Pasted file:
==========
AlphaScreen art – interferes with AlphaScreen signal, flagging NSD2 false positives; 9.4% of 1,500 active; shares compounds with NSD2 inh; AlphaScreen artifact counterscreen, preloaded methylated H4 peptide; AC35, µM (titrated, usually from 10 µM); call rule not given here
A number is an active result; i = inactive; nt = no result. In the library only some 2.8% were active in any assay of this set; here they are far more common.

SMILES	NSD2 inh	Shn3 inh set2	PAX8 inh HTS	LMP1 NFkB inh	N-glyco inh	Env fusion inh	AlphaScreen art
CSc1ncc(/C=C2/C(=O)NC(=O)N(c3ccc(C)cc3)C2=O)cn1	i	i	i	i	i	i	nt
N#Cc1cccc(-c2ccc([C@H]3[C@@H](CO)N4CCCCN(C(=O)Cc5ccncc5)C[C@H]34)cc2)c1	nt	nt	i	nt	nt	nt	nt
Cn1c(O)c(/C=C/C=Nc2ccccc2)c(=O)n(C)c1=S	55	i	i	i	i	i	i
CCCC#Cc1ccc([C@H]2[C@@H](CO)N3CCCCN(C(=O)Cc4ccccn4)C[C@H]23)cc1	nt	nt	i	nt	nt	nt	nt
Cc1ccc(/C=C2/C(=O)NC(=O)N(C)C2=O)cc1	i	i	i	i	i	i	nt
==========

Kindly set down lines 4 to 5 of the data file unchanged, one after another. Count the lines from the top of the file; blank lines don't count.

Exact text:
CSc1ncc(/C=C2/C(=O)NC(=O)N(c3ccc(C)cc3)C2=O)cn1	i	i	i	i	i	i	nt
N#Cc1cccc(-c2ccc([C@H]3[C@@H](CO)N4CCCCN(C(=O)Cc5ccncc5)C[C@H]34)cc2)c1	nt	nt	i	nt	nt	nt	nt